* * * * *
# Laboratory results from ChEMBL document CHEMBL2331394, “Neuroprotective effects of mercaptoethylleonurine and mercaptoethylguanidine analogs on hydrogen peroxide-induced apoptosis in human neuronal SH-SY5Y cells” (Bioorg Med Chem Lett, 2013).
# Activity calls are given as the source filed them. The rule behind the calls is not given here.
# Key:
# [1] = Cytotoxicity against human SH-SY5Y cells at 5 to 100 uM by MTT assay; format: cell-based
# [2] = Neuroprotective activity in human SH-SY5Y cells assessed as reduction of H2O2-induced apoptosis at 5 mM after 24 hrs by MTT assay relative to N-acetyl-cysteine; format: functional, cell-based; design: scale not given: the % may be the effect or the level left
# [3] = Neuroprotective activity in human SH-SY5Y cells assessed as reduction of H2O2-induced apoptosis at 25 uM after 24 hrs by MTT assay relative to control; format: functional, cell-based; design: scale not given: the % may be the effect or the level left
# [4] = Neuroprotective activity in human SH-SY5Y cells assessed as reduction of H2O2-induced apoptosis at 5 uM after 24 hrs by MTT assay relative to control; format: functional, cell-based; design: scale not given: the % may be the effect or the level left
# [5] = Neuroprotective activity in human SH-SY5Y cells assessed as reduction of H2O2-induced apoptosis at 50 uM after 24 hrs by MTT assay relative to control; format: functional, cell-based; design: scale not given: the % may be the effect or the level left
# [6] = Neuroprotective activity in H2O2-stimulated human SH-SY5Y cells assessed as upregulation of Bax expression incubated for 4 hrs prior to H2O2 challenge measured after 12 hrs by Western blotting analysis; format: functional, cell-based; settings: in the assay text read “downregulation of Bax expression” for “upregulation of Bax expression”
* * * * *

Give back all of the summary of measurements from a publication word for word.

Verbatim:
# Laboratory results from ChEMBL document CHEMBL2331394, “Neuroprotective effects of mercaptoethylleonurine and mercaptoethylguanidine analogs on hydrogen peroxide-induced apoptosis in human neuronal SH-SY5Y cells” (Bioorg Med Chem Lett, 2013).
# Activity calls are given as the source filed them. The rule behind the calls is not given here.
# Key:
# [1] = Cytotoxicity against human SH-SY5Y cells at 5 to 100 uM by MTT assay; format: cell-based
# [2] = Neuroprotective activity in human SH-SY5Y cells assessed as reduction of H2O2-induced apoptosis at 5 mM after 24 hrs by MTT assay relative to N-acetyl-cysteine; format: functional, cell-based; design: scale not given: the % may be the effect or the level left
# [3] = Neuroprotective activity in human SH-SY5Y cells assessed as reduction of H2O2-induced apoptosis at 25 uM after 24 hrs by MTT assay relative to control; format: functional, cell-based; design: scale not given: the % may be the effect or the level left
# [4] = Neuroprotective activity in human SH-SY5Y cells assessed as reduction of H2O2-induced apoptosis at 5 uM after 24 hrs by MTT assay relative to control; format: functional, cell-based; design: scale not given: the % may be the effect or the level left
# [5] = Neuroprotective activity in human SH-SY5Y cells assessed as reduction of H2O2-induced apoptosis at 50 uM after 24 hrs by MTT assay relative to control; format: functional, cell-based; design: scale not given: the % may be the effect or the level left
# [6] = Neuroprotective activity in H2O2-stimulated human SH-SY5Y cells assessed as upregulation of Bax expression incubated for 4 hrs prior to H2O2 challenge measured after 12 hrs by Western blotting analysis; format: functional, cell-based; settings: in the assay text read “downregulation of Bax expression” for “upregulation of Bax expression”